Source fingerprinting investigations rely heavily on the ability of the fingerprint properties to discriminate the potential sources, and a wide range of properties have been used in the many successful studies that have now been reported in the literature. This group of papers includes three contributions which as well as providing further examples of the successful use of sediment source tracing techniques, also describe the use of novel fingerprint properties. The first by Evrard et al. (2013) describes the successful use of Diffuse Reflectance Infrared Fourier Transform Spectroscopy (DRIFTS) spectra, which can provide a rapid and relatively inexpensive means of characterizing soils and sediments. These spectra were used in conjunction with a Partial Least Squares mixing model to estimate the contribution of surface and gully sources to sediment yields within the catchment of the Cointzio reservoir, in the Mexican tropical highlands. Information on sediment source was required to target erosion control measures aimed at reducing sedimentation in the reservoir. The results provided by the DRIFTS spectra were compared with those obtained using a more conventional approach based on geochemical and radiometric fingerprints. In general, the two approaches were found to provide consistent results regarding the relative importance of gullies and cropland/rangeland as sediment sources in different subcatchments. The second paper by Hancock and Revill (2013) focuses on the potential for using compound-specific stable isotopes (CSSIs) and more particularly the δ13C signatures of fatty acid compounds bound to sediment particles to discriminate sediment sources associated with areas under different land use. The work was undertaken in the Logan-Albert catchment in Queensland, Australia, and the results obtained were compared with those provided by more traditional source tracing based on geochemical and radiometric fingerprints. The two sets of results were consistent, but the ability of the CSSI fingerprints to provide additional information on the contribution from areas under different land use (e.g. forest, pasture and cropland) and of different erosion processes (e.g. exposed subsoil) provides clear evidence of the potential of this approach. The paper by Erskine (2013) differs from the other papers in that its emphasis is on tracing the travel distance of sediment mobilised from a localised source area by mass movements occurring during a rainstorm, rather than quantifying the relative contribution of different potential sources. The study was undertaken in the Chichester State Forest in New South Wales, Australia, where the mass movements were linked to poor roading practices. Faced with the need to determine the fate of the sediment mobilised by the mass movements and the downstream travel distance, Munsell Soil Colour was shown to be a powerful tool for characterising the mobilised sediment and tracing its downstream travel distance.

The final two papers extend the coverage of the papers comprising this group by addressing additional topics. The first paper, by Smith et al. (2013), provides an assessment of the potential for tracing sediment sources in catchments burnt by wildfire. Such catchments commonly experience a major increase in sediment mobilisation after burning and attention is directed to both sediment sources within burnt areas (e.g. surface or channel) and the relative contribution from burnt and unburnt areas in larger catchments. The efficacy and limitations of fallout radionuclide, geochemical and mineral magnetic properties as source fingerprints in burnt areas are discussed, and the potential for using organic compounds is introduced. As in other applications, the potential benefits of combining source tracing with conventional monitoring of sediment yields and other process measurements are emphasised. The second paper, by Collins et al. (2013b), is particularly interesting in that it reports a successful attempt to combine sediment source fingerprinting with sediment tracking. The work was undertaken in the catchment of the River Glaven in eastern England, and a conventional sediment source tracing investigation was used to establish the relative importance of grassland, arable, channel bank / subsurface and damaged road verges as sources of fine channel bed sediment. These findings were then extended by detailed studies of the relative importance of wheelings and inter-wheelings in contributing the sediment mobilised from cultivated areas and of poached and fluvially eroded channel banks in contributing the sediment mobilised from channel banks. These latter studies were based on particle tracking and involved the use of dual signature fluorescent-magnetic grains which were seeded onto target areas on cultivated land and onto channel bank areas and recovered from the river channel using high strength magnets installed in the channel.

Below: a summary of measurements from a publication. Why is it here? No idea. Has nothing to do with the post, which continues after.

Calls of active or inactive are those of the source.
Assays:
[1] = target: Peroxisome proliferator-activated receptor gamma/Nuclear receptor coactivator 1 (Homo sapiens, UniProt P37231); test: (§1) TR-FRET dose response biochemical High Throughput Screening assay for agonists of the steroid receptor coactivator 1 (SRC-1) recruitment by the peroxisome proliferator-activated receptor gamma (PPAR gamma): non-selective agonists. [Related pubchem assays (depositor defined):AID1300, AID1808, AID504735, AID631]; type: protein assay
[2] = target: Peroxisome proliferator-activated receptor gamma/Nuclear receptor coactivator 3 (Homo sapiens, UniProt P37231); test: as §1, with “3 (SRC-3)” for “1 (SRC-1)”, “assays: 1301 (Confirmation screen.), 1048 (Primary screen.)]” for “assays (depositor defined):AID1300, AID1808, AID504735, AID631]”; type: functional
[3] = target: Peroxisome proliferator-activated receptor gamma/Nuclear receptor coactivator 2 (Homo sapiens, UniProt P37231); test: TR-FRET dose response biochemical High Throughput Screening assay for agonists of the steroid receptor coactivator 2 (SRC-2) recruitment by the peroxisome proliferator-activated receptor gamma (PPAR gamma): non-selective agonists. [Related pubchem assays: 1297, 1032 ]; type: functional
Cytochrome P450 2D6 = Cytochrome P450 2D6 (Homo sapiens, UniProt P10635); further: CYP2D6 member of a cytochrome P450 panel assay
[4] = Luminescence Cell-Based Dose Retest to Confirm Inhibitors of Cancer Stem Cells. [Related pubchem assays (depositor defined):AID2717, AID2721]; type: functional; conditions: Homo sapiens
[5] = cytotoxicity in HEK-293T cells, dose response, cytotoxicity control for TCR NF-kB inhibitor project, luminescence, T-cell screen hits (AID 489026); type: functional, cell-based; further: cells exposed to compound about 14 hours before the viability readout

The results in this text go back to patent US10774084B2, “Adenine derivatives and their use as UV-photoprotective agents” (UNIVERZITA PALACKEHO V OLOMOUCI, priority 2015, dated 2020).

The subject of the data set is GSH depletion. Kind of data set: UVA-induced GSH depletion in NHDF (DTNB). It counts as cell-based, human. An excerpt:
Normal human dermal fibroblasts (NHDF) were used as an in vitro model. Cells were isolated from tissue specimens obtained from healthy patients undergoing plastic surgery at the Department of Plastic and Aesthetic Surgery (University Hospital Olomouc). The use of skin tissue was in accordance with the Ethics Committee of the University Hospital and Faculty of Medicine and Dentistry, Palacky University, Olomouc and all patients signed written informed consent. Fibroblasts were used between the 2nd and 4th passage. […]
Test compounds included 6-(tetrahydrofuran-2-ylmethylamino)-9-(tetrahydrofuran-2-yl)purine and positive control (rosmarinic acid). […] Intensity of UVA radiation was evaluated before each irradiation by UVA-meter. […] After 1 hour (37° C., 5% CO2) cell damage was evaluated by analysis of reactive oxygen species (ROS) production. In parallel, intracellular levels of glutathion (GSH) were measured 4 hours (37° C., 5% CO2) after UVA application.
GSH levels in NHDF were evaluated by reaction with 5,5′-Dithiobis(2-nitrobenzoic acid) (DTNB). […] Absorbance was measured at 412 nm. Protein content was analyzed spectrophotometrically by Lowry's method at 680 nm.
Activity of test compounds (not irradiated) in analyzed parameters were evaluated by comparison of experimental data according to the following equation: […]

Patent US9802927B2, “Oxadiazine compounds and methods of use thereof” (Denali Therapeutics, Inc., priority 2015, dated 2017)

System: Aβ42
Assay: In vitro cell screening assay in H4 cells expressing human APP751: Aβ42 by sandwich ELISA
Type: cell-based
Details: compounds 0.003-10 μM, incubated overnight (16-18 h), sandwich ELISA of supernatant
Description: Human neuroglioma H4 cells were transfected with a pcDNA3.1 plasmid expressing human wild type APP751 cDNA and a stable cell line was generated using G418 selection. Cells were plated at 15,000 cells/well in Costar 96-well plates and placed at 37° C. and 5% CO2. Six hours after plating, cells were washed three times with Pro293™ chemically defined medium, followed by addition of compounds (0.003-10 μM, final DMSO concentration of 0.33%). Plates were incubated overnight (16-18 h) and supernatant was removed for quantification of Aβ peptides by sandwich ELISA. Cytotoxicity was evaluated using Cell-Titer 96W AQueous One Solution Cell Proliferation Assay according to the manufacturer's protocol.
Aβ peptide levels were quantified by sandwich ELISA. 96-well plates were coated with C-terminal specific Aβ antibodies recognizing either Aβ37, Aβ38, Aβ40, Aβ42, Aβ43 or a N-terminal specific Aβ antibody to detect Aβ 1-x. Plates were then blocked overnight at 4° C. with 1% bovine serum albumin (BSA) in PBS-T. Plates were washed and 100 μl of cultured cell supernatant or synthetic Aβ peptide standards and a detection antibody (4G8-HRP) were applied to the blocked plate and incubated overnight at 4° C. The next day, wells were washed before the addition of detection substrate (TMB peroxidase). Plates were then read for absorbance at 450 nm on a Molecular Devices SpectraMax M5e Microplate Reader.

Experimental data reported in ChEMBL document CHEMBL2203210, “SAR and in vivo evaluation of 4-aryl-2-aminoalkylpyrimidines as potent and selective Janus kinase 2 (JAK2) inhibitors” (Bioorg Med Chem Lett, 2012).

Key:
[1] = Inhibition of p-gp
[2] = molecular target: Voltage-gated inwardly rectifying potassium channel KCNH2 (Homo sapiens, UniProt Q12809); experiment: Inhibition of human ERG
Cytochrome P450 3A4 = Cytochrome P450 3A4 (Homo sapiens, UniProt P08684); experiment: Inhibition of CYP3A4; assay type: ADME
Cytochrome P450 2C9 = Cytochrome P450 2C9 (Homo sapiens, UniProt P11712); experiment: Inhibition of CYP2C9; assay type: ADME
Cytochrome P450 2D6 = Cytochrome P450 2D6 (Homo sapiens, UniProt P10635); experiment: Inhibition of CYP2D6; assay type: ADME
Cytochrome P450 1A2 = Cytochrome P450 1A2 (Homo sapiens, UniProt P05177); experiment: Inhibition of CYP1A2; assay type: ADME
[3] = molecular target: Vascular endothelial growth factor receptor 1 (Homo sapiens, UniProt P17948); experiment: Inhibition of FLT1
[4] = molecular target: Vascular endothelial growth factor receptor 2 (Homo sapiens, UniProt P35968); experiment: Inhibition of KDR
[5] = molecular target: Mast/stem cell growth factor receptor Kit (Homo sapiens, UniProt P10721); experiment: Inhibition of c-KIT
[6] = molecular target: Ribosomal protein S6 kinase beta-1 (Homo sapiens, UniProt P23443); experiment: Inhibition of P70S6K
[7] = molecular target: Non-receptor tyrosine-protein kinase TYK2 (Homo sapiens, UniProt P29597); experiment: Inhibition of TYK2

Taken together, the 14 papers included in this special issue are seen as providing a clear demonstration of the potential of modern tracing techniques to support investigations of catchment sediment dynamics and sediment budgets. The data provided by such techniques are in many respects unique, since they cannot be provided by more conventional monitoring. As such, tracing techniques add an important dimension to sediment investigations, which in turn are then frequently able to address better key contemporary issues related to catchment management. However, tracing techniques are not a substitute for conventional monitoring. They are generally most powerful when used in combination with such monitoring, which is, for example, able to provide important information on the magnitude of sediment loads and their temporal variability.